Federico d’Annunzio, Gidue president and CEO, displayed the M5 Line’s capabilities along with the six other members that comprise the flexo team. In addition to Gidue, Adare, Apex, AVT, DuPont, Esko and Flint Group have partnered to bring flexo into the digital world of printing and converting.
The Gidue M5 comes equipped with a series of servo motors and cameras that automates almost all aspects of the press through digital commands. The press of a button initiates the pre-press process.
The digitally-operated flexo press features UV inks in an expanded seven-color gamut (CMYKGOV). With these fixed colors, 90-95% of the PMS pallet is reproduced. According to d’Annunzio, this digital press is built upon consistency, quality and productivity.
“With digital flexo, you’re having a digitized process that allows you to control all the variables ... which help you to be able to repeat and predict the results better as if you had several digital operators on every print unit,” says d’Annunzio.
The human element
The human element has been significantly reduced in this equation, which leads to more vibrant and repeatable colors. With the press’ ability to mix virtually any color from the expanded color gamut, the operator saves in setup time, waste and running costs. All of this is accomplished with minimal physical operator intervention since the process has been automated.
Prior to this digitalization, there were two ways to obtain a desired color. First, the operator physically put the ink into the press. In order to get the ink, though, the operator needed to get the specific ink from the supplier. This involved the time required to go to the supplier, and the risk involved if there were a manmade error.
Upon receiving the ink, the press had to be stopped and the ink pan and anilox were taken away. The new anilox and ink pan were then replaced to try and match the desired color.
Second, some printers may have tried to manually mix the colors by trial and error. This increased time, waste, and decreased consistency and repeatability.
“You never change the ink, you never change the anilox (with digital flexo),” says d’Annunzio. “You just click a button and do the job change, click a button and do the die change; everything is automated. ... The color is made in prepress, not anymore on the press, so it’s a big change in the industry.”
The M5 digital workflow allows for 10 meters of waste and one minute for each job to change. The process utilizes Digital Flexo 4.0 to control quality at all speeds and DigiGap for digitally automated print and diecutting pressure.
“The setup time of the digital flexo press is equivalent to — if not lower than — a digital press, and the running costs are equivalent to — or lower than — digital presses,” adds d’Annunzio. “If you have your press, which is digitally controlled ... our digital cameras are reading inside the printing three times for every print revolution. That means that you don’t even have the time to make a mistake inside the printing because it will immediately be corrected. As soon as you increase the speed, you assure the press is going to control the quality and productivity, which means you don’t have differences in productivity between short runs, long runs, high speeds or low speeds.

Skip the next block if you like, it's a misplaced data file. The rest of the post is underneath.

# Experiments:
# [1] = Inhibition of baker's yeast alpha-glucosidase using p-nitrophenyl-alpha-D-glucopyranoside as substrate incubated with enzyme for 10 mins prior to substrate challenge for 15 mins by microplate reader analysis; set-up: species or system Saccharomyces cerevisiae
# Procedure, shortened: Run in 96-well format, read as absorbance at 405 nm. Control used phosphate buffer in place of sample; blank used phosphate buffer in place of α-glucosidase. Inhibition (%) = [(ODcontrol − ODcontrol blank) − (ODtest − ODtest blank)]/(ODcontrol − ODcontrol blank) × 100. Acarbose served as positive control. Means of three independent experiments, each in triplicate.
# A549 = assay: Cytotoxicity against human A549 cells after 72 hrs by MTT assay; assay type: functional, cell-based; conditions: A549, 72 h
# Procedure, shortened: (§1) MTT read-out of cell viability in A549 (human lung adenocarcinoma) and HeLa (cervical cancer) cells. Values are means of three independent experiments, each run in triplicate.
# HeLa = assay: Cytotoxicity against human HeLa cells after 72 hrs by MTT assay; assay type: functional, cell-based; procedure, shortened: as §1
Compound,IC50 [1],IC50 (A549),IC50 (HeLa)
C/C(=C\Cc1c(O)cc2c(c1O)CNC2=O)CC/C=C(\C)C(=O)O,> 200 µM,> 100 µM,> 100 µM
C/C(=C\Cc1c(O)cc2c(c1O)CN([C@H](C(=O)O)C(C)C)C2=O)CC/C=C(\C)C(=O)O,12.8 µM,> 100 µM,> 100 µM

“It’s a different technology.”
The operator must only manually load the pre-mounted plate cylinders for the next job. Both printers and converters marveled at the press’ simplicity.
“This allows people to get into the non-scary side of flexo,” says Tina Robertson, the Northeast technical representative for All Printing Resources. “This allows someone to learn the whole process. The only thing they’re not doing is making the plates, and I’m sure they could do that, too. I really see a lot of potential in this.”
Richard Black, director of digital solutions at All Printing Resources, adds: “You can run three jobs at the same time, and it pretty much runs itself.”
The machine also regulates for temperature density, ensuring that different printers can ascertain the same results, even if one conducts a run in January and the other in June.
Robertson believes that digital flexo is for “the next generation of printers.” As many printers in the industry start to retire, the automation will take care of the lack of experience that would have endured with traditional flexo methods.
Whereas traditional flexo operators had concerned themselves with the process of printing itself, the modern digital operator need only concentrate on the speed of the process and improved setup time. Since the printing will automatically take care of itself, technicians simply focus on the job’s preparation.
“The performance you will get out of this press, you will never be able to get out of any flexo press. It’s just simply not possible... We, with our traditional presses, would never be able to achieve the same amount of waste and same amount of time for a job changeover.”
The group has been working on this technology for the last 14 years, and d’Annunzio says that the difference in quality is vast compared to presses of even one and two years ago.
“The whole quality of the press, and everything that’s around the press, had to be lifted up to a level, which is significantly higher than presses that were delivered even one or two years ago.”
The American printing market features more water-based inks than UV curing. Digital flexo can affect this market, as well. REVO will partake in another event during June 2015 specifically for water-based inks.
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